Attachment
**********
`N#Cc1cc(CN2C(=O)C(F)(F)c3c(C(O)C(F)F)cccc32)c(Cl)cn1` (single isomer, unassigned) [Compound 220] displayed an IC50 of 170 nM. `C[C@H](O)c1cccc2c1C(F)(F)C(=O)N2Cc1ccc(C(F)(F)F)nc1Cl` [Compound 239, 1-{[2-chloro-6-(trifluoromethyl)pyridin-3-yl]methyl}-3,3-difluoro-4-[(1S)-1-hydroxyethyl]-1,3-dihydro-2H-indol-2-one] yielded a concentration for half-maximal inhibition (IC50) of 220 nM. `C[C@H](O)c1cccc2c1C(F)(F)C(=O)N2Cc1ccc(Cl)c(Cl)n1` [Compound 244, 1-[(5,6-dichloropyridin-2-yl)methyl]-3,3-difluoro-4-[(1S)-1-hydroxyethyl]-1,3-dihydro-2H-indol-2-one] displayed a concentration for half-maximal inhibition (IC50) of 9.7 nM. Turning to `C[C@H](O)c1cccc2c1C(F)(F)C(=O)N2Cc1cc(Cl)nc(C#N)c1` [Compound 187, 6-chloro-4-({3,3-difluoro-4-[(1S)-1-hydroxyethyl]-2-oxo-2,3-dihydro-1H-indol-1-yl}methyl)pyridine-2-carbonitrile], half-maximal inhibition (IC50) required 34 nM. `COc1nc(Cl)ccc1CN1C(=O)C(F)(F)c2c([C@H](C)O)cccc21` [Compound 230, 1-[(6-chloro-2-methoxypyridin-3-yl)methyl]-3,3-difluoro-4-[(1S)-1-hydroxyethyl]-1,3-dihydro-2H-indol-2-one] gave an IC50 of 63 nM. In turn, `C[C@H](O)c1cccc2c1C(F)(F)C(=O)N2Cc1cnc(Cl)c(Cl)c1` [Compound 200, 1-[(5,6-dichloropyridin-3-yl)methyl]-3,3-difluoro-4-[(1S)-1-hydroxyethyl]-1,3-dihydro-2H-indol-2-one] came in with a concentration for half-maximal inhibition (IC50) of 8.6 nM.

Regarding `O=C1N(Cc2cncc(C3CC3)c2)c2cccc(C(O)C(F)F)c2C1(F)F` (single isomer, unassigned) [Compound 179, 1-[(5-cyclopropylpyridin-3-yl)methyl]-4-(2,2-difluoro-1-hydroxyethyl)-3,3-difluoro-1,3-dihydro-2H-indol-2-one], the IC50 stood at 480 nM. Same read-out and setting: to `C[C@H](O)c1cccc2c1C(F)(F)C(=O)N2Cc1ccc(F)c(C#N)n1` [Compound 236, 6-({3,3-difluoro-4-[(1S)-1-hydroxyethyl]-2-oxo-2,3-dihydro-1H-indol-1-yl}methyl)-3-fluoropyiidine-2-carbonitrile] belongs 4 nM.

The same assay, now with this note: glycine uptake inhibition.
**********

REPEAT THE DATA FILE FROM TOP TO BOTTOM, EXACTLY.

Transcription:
`N#Cc1cc(CN2C(=O)C(F)(F)c3c(C(O)C(F)F)cccc32)c(Cl)cn1` (single isomer, unassigned) [Compound 220] displayed an IC50 of 170 nM. `C[C@H](O)c1cccc2c1C(F)(F)C(=O)N2Cc1ccc(C(F)(F)F)nc1Cl` [Compound 239, 1-{[2-chloro-6-(trifluoromethyl)pyridin-3-yl]methyl}-3,3-difluoro-4-[(1S)-1-hydroxyethyl]-1,3-dihydro-2H-indol-2-one] yielded a concentration for half-maximal inhibition (IC50) of 220 nM. `C[C@H](O)c1cccc2c1C(F)(F)C(=O)N2Cc1ccc(Cl)c(Cl)n1` [Compound 244, 1-[(5,6-dichloropyridin-2-yl)methyl]-3,3-difluoro-4-[(1S)-1-hydroxyethyl]-1,3-dihydro-2H-indol-2-one] displayed a concentration for half-maximal inhibition (IC50) of 9.7 nM. Turning to `C[C@H](O)c1cccc2c1C(F)(F)C(=O)N2Cc1cc(Cl)nc(C#N)c1` [Compound 187, 6-chloro-4-({3,3-difluoro-4-[(1S)-1-hydroxyethyl]-2-oxo-2,3-dihydro-1H-indol-1-yl}methyl)pyridine-2-carbonitrile], half-maximal inhibition (IC50) required 34 nM. `COc1nc(Cl)ccc1CN1C(=O)C(F)(F)c2c([C@H](C)O)cccc21` [Compound 230, 1-[(6-chloro-2-methoxypyridin-3-yl)methyl]-3,3-difluoro-4-[(1S)-1-hydroxyethyl]-1,3-dihydro-2H-indol-2-one] gave an IC50 of 63 nM. In turn, `C[C@H](O)c1cccc2c1C(F)(F)C(=O)N2Cc1cnc(Cl)c(Cl)c1` [Compound 200, 1-[(5,6-dichloropyridin-3-yl)methyl]-3,3-difluoro-4-[(1S)-1-hydroxyethyl]-1,3-dihydro-2H-indol-2-one] came in with a concentration for half-maximal inhibition (IC50) of 8.6 nM.

Regarding `O=C1N(Cc2cncc(C3CC3)c2)c2cccc(C(O)C(F)F)c2C1(F)F` (single isomer, unassigned) [Compound 179, 1-[(5-cyclopropylpyridin-3-yl)methyl]-4-(2,2-difluoro-1-hydroxyethyl)-3,3-difluoro-1,3-dihydro-2H-indol-2-one], the IC50 stood at 480 nM. Same read-out and setting: to `C[C@H](O)c1cccc2c1C(F)(F)C(=O)N2Cc1ccc(F)c(C#N)n1` [Compound 236, 6-({3,3-difluoro-4-[(1S)-1-hydroxyethyl]-2-oxo-2,3-dihydro-1H-indol-1-yl}methyl)-3-fluoropyiidine-2-carbonitrile] belongs 4 nM.

The same assay, now with this note: glycine uptake inhibition.